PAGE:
One of the lessons to be learnt from the Coronavirus pandemic is the need to have adequate insurance cover. Insurance plans bring little return on investment, so we do not recommend them as optimal investment assets. However, they are essential for the protection of our wealth. Without insurance, we would need to liquidate assets to meet financial emergencies, but with insurance, our assets are preserved because the insurer pays for the emergencies. Apart from the more obvious coverage for life and health, there is now a need to consider other types of insurance protection against the emerging perils we are facing currently. Some of these additional protections may be in form of add-ons to existing policies.
Let us look at the typical life insurance policy. The policy holder contributes the premium for the stipulated time; if he outlives the contribution period, he collects the benefits, if he does not, his beneficiaries collect the benefits. But life policies now have many varieties which should be included in order to cover all the likely perils a person could face. There is the Unemployment Clause – in this instance, the Insurer would not penalize the policy holder if he is unable to pay his premium due to unemployment. In some policies, the insurer would continue to treat the policy as if premium is up to date. In other cases, the insurer pays the policy holder a monthly stipend for a stipulated period or even until he is able to find work again. Disability Clause, in this case, the insurer pays the policy holder a monthly stipend if he becomes disabled and is unable to work during the contribution phase of the policy.
Some of us have Group Life Insurance policies, which we were automatically registered for by our employer when we resumed working for the organization. For this policy, the next-of-kin registered with the HR department is automatically made the beneficiary. Some of us started working when we were single and unmarried. Have we updated our next-of-kin? Should your beneficiary continue to be your younger brother, when you now have a wife and three teenage children? Let us ensure our records are up to date both with our employer and our insurers.
Health Insurance – Some of us are blessed with jobs that provide healthcare for us and our dependents. For others, there is a need to make adequate provision for our healthcare. With the introduction of the National Health Insurance Scheme, came the Health Management Organisations HMOs. These have introduced different healthcare plans with value-added services. From as low as N3,500 per month, comprehensive healthcare can be provided for a family.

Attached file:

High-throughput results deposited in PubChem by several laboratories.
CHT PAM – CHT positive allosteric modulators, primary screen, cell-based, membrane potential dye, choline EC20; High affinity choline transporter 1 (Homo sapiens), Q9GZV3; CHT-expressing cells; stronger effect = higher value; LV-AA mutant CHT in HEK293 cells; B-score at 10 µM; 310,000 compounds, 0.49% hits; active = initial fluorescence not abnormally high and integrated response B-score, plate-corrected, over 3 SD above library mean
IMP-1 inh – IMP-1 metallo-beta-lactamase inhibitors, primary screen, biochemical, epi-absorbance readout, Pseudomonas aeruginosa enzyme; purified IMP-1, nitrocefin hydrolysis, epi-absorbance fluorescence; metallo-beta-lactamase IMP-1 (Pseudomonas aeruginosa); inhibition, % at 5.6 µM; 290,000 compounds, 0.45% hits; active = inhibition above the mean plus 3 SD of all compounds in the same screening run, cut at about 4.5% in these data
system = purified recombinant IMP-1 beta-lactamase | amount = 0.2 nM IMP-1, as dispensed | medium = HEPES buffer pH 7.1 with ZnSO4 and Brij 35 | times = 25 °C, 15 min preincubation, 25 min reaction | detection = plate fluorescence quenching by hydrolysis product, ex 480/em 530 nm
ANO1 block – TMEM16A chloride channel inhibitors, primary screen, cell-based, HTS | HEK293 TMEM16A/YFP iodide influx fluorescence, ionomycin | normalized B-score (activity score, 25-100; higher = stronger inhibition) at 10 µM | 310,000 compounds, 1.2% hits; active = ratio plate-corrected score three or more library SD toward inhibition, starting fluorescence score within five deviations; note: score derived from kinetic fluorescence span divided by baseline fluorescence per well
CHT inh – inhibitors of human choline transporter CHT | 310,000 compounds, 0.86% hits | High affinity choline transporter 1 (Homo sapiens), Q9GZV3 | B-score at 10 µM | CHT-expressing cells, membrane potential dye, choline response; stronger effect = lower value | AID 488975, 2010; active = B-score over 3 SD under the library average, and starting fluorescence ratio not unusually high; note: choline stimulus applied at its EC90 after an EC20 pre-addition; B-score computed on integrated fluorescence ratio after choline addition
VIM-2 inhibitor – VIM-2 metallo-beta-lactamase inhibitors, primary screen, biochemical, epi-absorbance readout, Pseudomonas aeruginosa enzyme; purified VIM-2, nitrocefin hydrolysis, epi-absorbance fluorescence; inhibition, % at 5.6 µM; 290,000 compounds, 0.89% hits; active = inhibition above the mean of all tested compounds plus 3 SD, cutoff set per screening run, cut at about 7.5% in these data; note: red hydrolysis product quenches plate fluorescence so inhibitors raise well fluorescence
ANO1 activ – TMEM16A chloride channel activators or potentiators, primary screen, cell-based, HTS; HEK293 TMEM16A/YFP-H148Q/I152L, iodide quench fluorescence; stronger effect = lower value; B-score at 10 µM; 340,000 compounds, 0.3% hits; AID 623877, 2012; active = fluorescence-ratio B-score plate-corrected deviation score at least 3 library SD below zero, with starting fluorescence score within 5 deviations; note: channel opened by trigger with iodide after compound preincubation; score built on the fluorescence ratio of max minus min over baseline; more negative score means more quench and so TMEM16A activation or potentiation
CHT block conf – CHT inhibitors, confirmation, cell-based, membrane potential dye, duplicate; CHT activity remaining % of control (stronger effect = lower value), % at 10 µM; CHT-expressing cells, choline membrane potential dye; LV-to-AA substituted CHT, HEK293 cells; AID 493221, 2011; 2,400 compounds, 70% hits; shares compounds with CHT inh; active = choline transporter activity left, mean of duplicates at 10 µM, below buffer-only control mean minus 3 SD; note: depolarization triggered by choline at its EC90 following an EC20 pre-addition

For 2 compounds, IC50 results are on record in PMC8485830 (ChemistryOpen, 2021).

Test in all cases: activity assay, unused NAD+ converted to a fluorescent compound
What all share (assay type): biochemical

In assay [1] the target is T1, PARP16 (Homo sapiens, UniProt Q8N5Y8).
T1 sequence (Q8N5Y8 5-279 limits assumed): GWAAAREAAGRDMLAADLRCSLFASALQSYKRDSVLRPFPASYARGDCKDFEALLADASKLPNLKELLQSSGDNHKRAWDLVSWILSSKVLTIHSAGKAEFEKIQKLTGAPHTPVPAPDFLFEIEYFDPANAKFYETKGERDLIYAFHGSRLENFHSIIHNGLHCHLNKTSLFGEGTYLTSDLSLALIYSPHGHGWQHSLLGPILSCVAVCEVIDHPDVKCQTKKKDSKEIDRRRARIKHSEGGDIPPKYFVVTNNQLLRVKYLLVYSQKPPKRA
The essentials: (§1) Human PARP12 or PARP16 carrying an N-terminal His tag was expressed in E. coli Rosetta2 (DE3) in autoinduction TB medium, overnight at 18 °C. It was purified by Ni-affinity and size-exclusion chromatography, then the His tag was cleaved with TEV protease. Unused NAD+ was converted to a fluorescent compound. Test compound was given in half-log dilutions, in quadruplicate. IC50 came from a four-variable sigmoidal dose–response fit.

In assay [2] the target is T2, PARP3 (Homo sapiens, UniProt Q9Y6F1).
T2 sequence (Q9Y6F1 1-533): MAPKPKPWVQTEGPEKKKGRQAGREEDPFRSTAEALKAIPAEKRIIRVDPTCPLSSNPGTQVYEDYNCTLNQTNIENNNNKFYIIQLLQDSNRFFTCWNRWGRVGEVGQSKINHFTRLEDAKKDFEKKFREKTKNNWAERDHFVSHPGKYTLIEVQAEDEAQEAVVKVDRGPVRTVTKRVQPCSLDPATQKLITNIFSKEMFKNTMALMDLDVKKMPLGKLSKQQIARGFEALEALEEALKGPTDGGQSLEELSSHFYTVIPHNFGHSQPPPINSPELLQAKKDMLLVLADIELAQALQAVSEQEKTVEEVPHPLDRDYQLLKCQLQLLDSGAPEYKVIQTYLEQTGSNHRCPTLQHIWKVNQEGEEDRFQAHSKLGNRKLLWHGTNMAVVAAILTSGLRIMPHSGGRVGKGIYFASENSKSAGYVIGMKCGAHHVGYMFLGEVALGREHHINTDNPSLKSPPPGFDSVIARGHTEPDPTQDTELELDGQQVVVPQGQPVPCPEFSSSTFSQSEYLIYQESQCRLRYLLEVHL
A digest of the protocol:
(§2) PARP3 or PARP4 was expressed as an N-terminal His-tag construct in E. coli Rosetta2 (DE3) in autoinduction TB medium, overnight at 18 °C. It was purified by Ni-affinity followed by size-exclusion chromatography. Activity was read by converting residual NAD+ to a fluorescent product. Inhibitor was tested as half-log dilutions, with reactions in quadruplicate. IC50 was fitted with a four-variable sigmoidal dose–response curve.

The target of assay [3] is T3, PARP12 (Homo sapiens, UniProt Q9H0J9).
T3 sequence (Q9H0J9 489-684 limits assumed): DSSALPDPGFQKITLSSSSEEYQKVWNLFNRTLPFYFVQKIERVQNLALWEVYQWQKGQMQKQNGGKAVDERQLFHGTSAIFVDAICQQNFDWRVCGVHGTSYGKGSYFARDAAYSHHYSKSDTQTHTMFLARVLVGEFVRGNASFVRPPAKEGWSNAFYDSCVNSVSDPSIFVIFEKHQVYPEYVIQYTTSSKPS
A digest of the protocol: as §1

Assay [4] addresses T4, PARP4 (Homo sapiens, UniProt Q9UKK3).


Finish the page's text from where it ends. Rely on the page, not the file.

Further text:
There are HMOs that provide telemedicine services that allow clients to receive medical consultations from doctors in the comfort of their homes via their mobile phones. This removes the stress of going to the hospital and waiting to be attended to. With the COVID !9 pandemic lock-down that restricts movement and also the very real risk of being infected if you go to a hospital, getting a Health Insurance policy with a telemedicine facility has become necessary.
With the easy payment models and creative value-added services, we have no reason not to provide comprehensive healthcare for our families. However, we must be careful to read what our policies cover choose the policy that meets all your family’s needs, so you are not left looking for money when medical emergencies occur.
No one can foresee untimely death but preparing adequately for dependents takes away some of the pain associated with the loss of a breadwinner. An education plan can help ensure that children get the level and the quality of education they would have received if both parents were alive. Education plans are available from investment firms, trust companies and insurance providers. A plan from an insurance company has the added benefit of full payment in the event the parent dies before contribution to the plan is complete. However, non-insurance companies have started adding that clause to their education plans. Ensure you read the fine prints to confirm that you are getting what you are paying for.
SMEs need to look at bespoke policies or add-ons that protect their businesses from today’s perils – business interruption, force majeures, supply chain failures, market failures, professional liability, workers compensation and others.
Finally, we must exercise due diligence in selecting our Insurer.And because these policies are long term (over 25 years for life policies), fresh due diligence exercises must be done periodically afterwards to confirm that the Insurer remains financially capable to protect our lives, our dependents and our wealth.